At the start of 2008 a friend of mine predicted that it would be the year of the Black Man, and as the year evolved he was proved to be right.
It was the 40 year anniversary of Martin Luther King’s assassination, but it was also the year the world had its first year Black F1 racing champion (Lewis Hamilton), the year a Black man captained the England football team (Rio Ferdinand), and the first Black man to manage a premiership football team (Paul Ince). Most significantly it was the year that Barack Obama became the first Black President of the United States. When Obama won the Presidential election, Black people the world over were filled with pride and new hope. On the morning after his election victory I like many others received this text message.
Rosa Parks sat,
so that Martin Luther King could walk,
so that Barack Obama could stand,
so that our children can fly.
But were Black people right to feel such pride? Barack Obama can be claimed by whites just as much as he is by Blacks. He is infact of dual racial heritage, as is Lewis Hamilton, and Rio Ferdinand. And Obama was not part of that American civil rights legacy of struggle. None of the ancestors on the Black side of his family came to America in slave ships, they were never cotton pickers or share croppers, and they never marched for freedom in the 60’s. When his African father met his white mother it was as an overseas student at the University of Hawaii. Obama spent only a matter of days with his father and was raised by his white mother and his white grandparents. It occurred to me that maybe it was because of his unique racial heritage that he had the confidence to run for President when no-one gave him a chance. He didn’t listen to all those people, (particularly Black ones, myself included) that said a Black man could never be President. Just like those who said that ‘Black men don’t play Golf’ before Tiger Woods came along, or that ‘F1 racing is not a Black man’s sport’ before Lewis Hamilton. Maybe it was because he wasn’t hampered by those shackles of mental slavery that he was able to succeed so spectacularly.
But what about the rest of us? Can the success of Obama, and Hamilton, and Ferdinand inspire Black men throughout the diaspora to new heights? We sure as hell hope so, because aside from those success stories, most ordinary Black men are struggling. We are over-represented in all the places that we don’t want to be – the school exclusion figures, the young offenders institutions, the prisons, and the psychiatric units – and under-represented in all the places we should be – university graduation ceremonies, in the boardrooms, at the business breakfasts and business dinners, at the school parents’ evenings, on the schools’ boards of governors, even in the park playing ball with our sons.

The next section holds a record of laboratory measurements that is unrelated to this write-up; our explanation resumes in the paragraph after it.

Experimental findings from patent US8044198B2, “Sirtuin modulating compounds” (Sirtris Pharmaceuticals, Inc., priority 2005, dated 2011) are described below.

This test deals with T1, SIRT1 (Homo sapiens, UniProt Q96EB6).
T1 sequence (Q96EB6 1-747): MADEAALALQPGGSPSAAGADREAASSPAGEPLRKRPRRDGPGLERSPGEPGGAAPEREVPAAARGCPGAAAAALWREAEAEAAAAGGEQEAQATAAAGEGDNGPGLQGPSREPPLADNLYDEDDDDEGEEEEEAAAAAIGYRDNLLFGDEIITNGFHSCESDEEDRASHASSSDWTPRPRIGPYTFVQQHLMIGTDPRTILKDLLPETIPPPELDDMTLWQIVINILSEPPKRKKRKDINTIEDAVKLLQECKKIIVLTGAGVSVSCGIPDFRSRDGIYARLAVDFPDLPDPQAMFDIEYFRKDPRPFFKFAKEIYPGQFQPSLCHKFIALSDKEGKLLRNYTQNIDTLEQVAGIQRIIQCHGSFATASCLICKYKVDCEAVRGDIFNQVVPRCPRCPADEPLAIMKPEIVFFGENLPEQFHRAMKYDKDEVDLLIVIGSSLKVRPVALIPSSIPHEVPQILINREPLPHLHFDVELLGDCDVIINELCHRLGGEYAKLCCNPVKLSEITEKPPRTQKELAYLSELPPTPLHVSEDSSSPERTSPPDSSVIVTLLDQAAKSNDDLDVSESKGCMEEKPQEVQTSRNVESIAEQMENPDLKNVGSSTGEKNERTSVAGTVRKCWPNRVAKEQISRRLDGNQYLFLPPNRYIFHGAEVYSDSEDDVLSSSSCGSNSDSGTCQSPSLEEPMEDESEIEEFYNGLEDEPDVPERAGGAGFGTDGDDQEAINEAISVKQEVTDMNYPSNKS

In the States 47% of the penal population is African-American, but only 3.5% of the college students. We are 37% of the schools suspensions and have the lowest life expectancy. We have the highest homicide and cancer rates, and over 30% of the African-American males between 18 and 25 are unemployed.
In the introduction to his excellent book Outliers, another high achiever of mixed parentage Malcolm Gladwell argues that when looking at success stories we should not ask ‘what are they like?’ but rather examine the circumstances of their birth for clues to the secrets of their success. In my examination of the failure of Black men I will do the same thing and argue that when we look at the many areas in which Black men are failing, we should not look at the particular failings of these individuals, but instead look at the circumstances of their birth for clues to the origins of this malaise that blights the Black community. This is not to let off the hook those Black men who are bad fathers, or gang members, or drug dealers, or prison inmates, but rather to understand the phenomenon. Once we can understand the causes of the problem we can go about changing it.
In The Problem With Black Men I have separated what I see as the Black community’s main problems into five areas and address each problem in turn with its own chapter. At the end of each chapter I offer solutions – things that can be done on a personal individual level to improve the situation. For each of these topics there are those that argue that the root cause is institutional racism. Black boys are excluded from schools in such numbers because of the racism of the teachers. They enter the penal system in such numbers because of the racism of law enforcement officers, and are misdiagnosed as schizophrenic because of the racism of mental health professionals. They struggle to find employment because employers are unwilling to employ Black men, and thus contribute to the break-up of the Black family because whilst Black men are denied access to the world of work, Black women are let through, and are thus leaving their Black men behind. All of these explanations maybe true, but if we just blindly accept them then we are accepting the role of mere victims. We are giving all the power to ‘the other man’, and there is nothing that we can do except to ask very politely if the white man would be so kind as to remove his foot from our necks! I for one am tired of waiting for a kindly white man to come along and save us. That is why, whilst acknowledging the role that white racism has to play, I am putting the onus firmly on Black folks, as the causes of and the solutions to our problems.
The Problem With Black Men is available now on Amazon on both paperback and Kindle formats